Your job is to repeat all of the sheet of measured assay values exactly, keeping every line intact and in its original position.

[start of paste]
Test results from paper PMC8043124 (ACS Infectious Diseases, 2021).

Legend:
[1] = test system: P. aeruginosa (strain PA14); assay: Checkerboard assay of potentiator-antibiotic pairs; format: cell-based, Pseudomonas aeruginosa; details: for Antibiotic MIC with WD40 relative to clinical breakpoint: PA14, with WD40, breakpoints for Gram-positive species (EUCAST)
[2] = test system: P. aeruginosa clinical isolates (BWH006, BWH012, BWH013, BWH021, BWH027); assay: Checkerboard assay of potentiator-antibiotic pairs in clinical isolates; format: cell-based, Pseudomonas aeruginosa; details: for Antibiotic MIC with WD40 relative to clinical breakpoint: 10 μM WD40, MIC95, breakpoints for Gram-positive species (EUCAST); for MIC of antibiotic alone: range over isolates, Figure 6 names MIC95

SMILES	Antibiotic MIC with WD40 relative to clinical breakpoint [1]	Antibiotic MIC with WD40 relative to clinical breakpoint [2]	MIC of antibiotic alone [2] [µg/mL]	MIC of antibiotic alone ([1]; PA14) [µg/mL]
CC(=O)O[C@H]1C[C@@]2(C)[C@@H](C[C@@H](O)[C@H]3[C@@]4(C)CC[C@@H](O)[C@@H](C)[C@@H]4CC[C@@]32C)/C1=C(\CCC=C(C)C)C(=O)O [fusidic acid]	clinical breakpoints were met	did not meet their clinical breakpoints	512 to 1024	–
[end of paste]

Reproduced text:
Test results from paper PMC8043124 (ACS Infectious Diseases, 2021).

Legend:
[1] = test system: P. aeruginosa (strain PA14); assay: Checkerboard assay of potentiator-antibiotic pairs; format: cell-based, Pseudomonas aeruginosa; details: for Antibiotic MIC with WD40 relative to clinical breakpoint: PA14, with WD40, breakpoints for Gram-positive species (EUCAST)
[2] = test system: P. aeruginosa clinical isolates (BWH006, BWH012, BWH013, BWH021, BWH027); assay: Checkerboard assay of potentiator-antibiotic pairs in clinical isolates; format: cell-based, Pseudomonas aeruginosa; details: for Antibiotic MIC with WD40 relative to clinical breakpoint: 10 μM WD40, MIC95, breakpoints for Gram-positive species (EUCAST); for MIC of antibiotic alone: range over isolates, Figure 6 names MIC95

SMILES	Antibiotic MIC with WD40 relative to clinical breakpoint [1]	Antibiotic MIC with WD40 relative to clinical breakpoint [2]	MIC of antibiotic alone [2] [µg/mL]	MIC of antibiotic alone ([1]; PA14) [µg/mL]
CC(=O)O[C@H]1C[C@@]2(C)[C@@H](C[C@@H](O)[C@H]3[C@@]4(C)CC[C@@H](O)[C@@H](C)[C@@H]4CC[C@@]32C)/C1=C(\CCC=C(C)C)C(=O)O [fusidic acid]	clinical breakpoints were met	did not meet their clinical breakpoints	512 to 1024	–